BY CHRIS KERROctober 15, 2013

As an elementary school teacher many years ago, I desperately wanted to challenge my students to explore the realities of the world in ways that would cause them to care about others.  I tried everything from literature to films to see if I could get them to see the world from new perspectives.  I wanted to “teach solidarity,” as the late Dean Brackley, S.J., challenges us in this quote:

Dean Brackley, S.J.

“I invite you to discover your vocation in downward mobility.  It’s a scary request… The world is obsessed with wealth and security and upward mobility and prestige. But let us teach solidarity, walking with the victims, serving and loving.  I offer this for you to consider – downward mobility.

And I would say in this enterprise there is a great deal of hope.

Have the courage to lose control.
Have the courage to feel useless.
Have the courage to listen.
Have the courage to receive.
Have the courage to let your heart be broken.
Have the courage to feel.
Have the courage to fall in love.
Have the courage to get ruined for life.
Have the courage to make a friend.”

My students had the luxury of having someone offer materials that challenged them to “listen” and “receive.”  However, outside of the classroom we are often able to make choices that shelter us from the path of “downward mobility.”  The encounter with the homeless person on the street that never happens because we choose another path.  A conversation that never takes place with a co-worker regarding the demeaning comments made toward another colleague, because it would be too awkward. Or the letter never written about the unjust labor practices connected with a favorite clothing or grocery store, because there is just never time.  The path to downward mobility has many entrances that we can choose to take or pass by every day.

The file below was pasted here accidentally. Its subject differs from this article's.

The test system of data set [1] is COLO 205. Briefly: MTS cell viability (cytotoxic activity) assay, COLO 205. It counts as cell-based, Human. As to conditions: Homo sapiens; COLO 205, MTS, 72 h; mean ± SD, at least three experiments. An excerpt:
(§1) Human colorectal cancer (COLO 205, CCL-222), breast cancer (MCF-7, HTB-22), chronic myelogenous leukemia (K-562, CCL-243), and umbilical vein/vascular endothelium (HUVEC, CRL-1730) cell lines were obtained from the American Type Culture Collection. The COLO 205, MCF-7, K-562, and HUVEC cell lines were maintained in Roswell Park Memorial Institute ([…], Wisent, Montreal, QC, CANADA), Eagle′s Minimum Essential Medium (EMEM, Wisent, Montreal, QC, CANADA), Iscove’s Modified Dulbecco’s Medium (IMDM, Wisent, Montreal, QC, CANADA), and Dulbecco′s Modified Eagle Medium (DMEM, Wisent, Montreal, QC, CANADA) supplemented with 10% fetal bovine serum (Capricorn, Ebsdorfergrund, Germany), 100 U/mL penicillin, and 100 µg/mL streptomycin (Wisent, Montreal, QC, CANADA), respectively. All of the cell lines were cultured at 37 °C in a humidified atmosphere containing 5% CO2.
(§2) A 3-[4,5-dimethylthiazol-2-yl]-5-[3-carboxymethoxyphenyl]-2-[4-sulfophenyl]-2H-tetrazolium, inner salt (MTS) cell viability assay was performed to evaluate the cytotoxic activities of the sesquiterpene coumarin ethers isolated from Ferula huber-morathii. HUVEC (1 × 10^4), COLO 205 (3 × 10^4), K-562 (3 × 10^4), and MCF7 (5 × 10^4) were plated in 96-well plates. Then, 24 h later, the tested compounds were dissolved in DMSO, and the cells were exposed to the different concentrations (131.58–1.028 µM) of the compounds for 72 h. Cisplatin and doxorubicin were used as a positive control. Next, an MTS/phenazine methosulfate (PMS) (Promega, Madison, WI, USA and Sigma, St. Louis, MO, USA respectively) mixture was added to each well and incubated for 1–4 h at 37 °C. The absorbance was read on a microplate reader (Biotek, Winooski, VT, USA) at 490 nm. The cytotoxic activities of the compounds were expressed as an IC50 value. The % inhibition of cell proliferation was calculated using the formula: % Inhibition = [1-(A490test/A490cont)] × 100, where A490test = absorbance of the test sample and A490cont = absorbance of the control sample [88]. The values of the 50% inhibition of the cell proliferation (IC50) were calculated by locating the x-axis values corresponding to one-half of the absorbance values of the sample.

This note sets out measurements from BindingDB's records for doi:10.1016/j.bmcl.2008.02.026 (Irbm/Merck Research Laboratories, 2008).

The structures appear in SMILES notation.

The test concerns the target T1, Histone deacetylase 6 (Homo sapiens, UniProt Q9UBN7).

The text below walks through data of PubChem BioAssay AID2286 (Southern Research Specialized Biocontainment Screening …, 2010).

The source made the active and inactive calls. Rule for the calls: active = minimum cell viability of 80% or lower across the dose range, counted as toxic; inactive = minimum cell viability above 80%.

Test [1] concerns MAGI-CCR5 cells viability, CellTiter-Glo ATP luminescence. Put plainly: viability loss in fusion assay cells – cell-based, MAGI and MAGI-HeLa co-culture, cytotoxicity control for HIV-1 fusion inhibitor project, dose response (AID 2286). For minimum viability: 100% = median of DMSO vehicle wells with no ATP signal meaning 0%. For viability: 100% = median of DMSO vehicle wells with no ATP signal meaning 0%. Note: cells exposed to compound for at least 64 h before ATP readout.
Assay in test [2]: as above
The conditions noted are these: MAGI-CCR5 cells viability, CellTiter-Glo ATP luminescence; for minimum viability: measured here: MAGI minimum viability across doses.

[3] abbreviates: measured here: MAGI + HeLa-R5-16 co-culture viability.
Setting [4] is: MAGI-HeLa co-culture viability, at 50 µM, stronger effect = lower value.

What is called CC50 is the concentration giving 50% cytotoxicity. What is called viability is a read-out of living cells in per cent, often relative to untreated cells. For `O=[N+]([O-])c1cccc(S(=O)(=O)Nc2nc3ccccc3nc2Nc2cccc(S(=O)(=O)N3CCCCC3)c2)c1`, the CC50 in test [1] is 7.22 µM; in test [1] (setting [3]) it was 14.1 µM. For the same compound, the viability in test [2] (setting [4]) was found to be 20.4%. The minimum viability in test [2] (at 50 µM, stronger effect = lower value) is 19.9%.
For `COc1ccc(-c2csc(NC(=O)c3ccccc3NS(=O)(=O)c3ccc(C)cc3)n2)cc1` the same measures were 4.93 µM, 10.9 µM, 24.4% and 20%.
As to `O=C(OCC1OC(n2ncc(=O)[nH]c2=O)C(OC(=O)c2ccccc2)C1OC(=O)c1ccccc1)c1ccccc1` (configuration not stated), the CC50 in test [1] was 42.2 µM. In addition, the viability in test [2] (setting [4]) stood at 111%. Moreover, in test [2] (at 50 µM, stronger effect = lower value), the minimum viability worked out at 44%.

Tomorrow, we remember Fr. Brackley on the 2nd anniversary of his death.  His loss offers us a chance to examine our willingness to “lose control” and be touched in ways that call us to deeper love of our brothers and sisters.   I hope you will join me in this challenging journey toward a world vision grounded in solidarity.

PHOTO SOURCE: University of Central America (www.uca.edu.sv) 

4 replies
  1. Avatar
    Rev. Canon Robert M. Marankey says:

    Dear Chris Kerr

    Thank you for the informative discussion about Fr Dean Brackley’s principle of downward mobility. I would appreciate it if you or someone else could provide me with the correct details for the quote you used in your blog.

    Sincerely
    Rev. Canon Robert M. Marankey

    Reply

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  3. […] who are struggling because of those differences, has torn me to shreds. I have been ripped up and “ruined for life.” My education has permanently rendered me unable to view the world without questions about social […]

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